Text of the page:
Kennedy hasn’t yet “learned to love” the coalition

But he has learned to tolerate it.

At first glance, Charles Kennedy's article in this month's Prospect (£), which appears under the headline "I've learned to love the coalition", is rather startling. Has the one Lib Dem MP not to vote in favour of the Coalition Agreement really embraced Cameron and co?

The answer is no. The former Lib Dem leader concedes that "it is in everyone's interests that it succeeds" and says that he expects the coalition to last until 2015, but goes no further. It would be more accurate to say that Kennedy has learned to tolerate the coalition.

More notable is what he has to say about Labour. He writes: "I'm in no doubt that a sizeable swath within Labour were happier in the luxury of opposition, knowing how hard economically things would be. Much of their outrage at coalition decisions they would have probably taken themselves is synthetic at best." It's not the tone of a man who has any intention of crossing the floor.

The article was written before Ed Miliband's latest overture to the Lib Dems but Kennedy makes it clear that, in his view, there is little prospect of a formal split. He writes: "Despite recent setbacks, the Lib Dems are a much more resilient bunch than we are usually given credit for. We wouldn't have survived otherwise." Sounding an optimistic note, he adds: "The real fortunes of the party will hinge on the economic prognosis in the third and fourth years of this parliament."

The former Lib Dem leader is clearly playing the long game.

George Eaton is political editor of the New Statesman.

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Why a group of Brunel students walked out on Katie Hopkins instead of no-platforming her

"We silently walked out because Ms Hopkins has the right to speak, but we also have the right to express our discontent."

Earlier this week, columnist and all-round provocateur Katie Hopkins turned up to Brunel University to join a panel in debating whether the welfare state has a place in 2015. No prizes for guessing her stance on this particular issue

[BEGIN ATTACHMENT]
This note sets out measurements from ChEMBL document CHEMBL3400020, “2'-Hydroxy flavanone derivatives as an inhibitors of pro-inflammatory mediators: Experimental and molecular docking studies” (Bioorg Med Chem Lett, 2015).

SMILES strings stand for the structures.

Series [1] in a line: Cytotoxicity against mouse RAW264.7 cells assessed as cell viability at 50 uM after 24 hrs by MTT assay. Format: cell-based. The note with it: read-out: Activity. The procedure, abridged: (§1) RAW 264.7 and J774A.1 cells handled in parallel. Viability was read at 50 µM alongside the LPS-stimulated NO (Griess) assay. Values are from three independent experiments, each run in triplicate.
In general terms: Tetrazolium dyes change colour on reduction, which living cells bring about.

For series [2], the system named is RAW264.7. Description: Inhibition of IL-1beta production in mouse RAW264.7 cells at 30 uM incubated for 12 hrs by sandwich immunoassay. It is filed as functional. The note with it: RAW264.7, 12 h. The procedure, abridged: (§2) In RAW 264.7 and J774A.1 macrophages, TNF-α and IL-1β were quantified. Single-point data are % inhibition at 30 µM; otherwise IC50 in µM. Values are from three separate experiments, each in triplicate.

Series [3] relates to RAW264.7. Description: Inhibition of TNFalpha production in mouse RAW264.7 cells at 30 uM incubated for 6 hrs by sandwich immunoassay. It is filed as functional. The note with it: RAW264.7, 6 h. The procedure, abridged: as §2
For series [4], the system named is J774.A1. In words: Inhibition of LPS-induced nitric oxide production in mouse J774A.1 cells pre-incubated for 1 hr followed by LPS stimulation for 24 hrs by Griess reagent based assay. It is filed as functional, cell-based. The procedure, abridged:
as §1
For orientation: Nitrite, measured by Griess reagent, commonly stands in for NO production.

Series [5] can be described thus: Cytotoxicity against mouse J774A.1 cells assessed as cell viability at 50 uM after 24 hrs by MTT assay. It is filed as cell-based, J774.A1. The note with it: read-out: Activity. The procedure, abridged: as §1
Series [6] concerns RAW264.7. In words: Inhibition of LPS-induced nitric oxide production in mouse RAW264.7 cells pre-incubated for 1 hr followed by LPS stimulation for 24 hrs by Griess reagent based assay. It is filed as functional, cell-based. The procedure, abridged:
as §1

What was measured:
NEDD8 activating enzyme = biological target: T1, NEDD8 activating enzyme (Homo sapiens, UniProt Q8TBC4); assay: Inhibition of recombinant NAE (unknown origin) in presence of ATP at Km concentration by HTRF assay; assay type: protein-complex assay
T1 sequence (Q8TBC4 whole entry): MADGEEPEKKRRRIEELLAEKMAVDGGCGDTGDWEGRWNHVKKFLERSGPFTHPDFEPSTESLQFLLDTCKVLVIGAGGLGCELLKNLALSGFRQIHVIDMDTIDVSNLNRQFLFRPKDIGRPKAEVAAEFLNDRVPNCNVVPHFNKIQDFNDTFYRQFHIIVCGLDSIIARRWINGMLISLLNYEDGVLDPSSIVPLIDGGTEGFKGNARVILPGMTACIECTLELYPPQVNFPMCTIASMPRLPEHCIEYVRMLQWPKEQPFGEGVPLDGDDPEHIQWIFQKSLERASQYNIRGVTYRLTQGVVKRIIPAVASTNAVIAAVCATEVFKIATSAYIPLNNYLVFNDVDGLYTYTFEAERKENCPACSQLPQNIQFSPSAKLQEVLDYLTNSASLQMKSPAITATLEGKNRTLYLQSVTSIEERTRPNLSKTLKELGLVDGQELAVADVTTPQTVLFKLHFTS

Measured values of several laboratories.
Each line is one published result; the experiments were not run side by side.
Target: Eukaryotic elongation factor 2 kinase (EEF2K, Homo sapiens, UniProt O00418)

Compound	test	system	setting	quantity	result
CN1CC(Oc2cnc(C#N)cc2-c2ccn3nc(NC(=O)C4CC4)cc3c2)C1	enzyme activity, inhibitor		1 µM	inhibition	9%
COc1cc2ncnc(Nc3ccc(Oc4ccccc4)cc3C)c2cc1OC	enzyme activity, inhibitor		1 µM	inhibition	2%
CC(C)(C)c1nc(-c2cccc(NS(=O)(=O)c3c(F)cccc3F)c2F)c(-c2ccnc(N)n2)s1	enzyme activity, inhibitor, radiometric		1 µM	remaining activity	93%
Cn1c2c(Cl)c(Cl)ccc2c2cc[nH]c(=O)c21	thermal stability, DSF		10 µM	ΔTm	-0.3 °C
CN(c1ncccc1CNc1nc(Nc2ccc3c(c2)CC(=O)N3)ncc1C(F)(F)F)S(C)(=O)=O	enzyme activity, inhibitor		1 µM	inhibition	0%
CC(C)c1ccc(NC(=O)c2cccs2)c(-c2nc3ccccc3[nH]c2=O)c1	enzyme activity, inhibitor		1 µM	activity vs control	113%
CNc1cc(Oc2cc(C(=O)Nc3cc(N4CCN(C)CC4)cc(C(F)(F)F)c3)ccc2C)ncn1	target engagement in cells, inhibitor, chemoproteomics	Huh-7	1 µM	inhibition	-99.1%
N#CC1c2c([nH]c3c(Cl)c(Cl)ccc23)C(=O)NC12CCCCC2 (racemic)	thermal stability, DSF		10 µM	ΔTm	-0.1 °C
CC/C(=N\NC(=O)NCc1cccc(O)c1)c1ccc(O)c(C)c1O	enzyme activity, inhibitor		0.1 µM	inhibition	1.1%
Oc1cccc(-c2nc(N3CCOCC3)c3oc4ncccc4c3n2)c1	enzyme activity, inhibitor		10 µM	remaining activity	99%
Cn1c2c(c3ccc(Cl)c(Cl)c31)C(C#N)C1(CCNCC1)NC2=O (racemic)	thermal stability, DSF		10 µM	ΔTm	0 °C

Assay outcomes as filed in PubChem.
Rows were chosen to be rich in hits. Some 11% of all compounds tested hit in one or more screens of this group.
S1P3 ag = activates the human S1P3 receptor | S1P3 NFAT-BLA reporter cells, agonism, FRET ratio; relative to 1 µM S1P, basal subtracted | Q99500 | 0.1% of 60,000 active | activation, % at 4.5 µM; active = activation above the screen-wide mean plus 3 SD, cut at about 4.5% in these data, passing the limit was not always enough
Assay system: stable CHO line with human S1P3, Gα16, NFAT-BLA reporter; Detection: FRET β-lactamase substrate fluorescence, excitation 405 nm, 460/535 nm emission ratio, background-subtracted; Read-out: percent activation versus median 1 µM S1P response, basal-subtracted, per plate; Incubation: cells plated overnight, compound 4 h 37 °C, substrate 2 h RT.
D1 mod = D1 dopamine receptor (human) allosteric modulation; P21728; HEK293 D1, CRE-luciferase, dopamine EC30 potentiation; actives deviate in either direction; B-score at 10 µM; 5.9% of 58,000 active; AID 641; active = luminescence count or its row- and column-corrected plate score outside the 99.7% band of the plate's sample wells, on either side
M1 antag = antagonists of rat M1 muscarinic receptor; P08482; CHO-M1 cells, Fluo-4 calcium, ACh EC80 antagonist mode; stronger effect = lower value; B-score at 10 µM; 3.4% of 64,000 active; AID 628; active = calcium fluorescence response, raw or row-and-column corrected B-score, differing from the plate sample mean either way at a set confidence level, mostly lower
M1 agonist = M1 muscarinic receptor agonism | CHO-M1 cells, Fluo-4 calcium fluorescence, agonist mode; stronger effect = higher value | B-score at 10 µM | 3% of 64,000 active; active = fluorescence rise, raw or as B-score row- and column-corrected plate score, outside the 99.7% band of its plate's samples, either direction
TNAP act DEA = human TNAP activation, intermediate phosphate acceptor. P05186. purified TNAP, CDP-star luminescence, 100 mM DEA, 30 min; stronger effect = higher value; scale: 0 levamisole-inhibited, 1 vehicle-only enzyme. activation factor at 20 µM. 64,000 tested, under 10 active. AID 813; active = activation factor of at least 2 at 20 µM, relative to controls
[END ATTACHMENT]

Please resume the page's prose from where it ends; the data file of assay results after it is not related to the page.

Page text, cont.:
But as Hopkins began her speech, something odd happened. Around 50 students stood up and left, leaving the hall half-empty.

Here's the video:

As soon as Hopkins begins speaking, some students stand up with their backs to the panelists. Then, they all leave - as the nonplussed chair asks them to "please return to their seats". 

The walk-out was, in fact, pre-planned by the student union as an act of protest against Hopkins' appearance at an event held as part of the University's 50th anniversary celebrations. 

Ali Milani, the Brunel Student Union president, says he and other students knew the walk-out would "start a conversation" around no-platforming on campuses, but as he points out, "What is often overlooked (either purposely or as a result of the fanfare) is that the conversation at no point has been about banning Ms Hopkins from speaking on campus, or denying her right to speak."

Instead, students who found her appearance at the welfare debate "incongruous" and "distasteful" simply left the room: "We silently walked out because Ms Hopkins has the right to speak, but we also have the right to express our discontent."

Milani praised the student body for treading the line between freedom of speech and expressing their distaste at Brunel's decision: 

"They have respectfully voiced their antagonism at the decision of their institution, but also . . . proven their commitment to free of speech and freedom of expression."

The protest was an apt way to dodge the issues of free speech surrounding no-platforming, while rejecting Hopkins' views. A walk-out symbolises the fact that we aren't obliged to listen to people like Hopkins. She is free to speak, of course, albeit to empty chairs. 

Barbara Speed is a technology and digital culture writer at the New Statesman and a staff writer at CityMetric.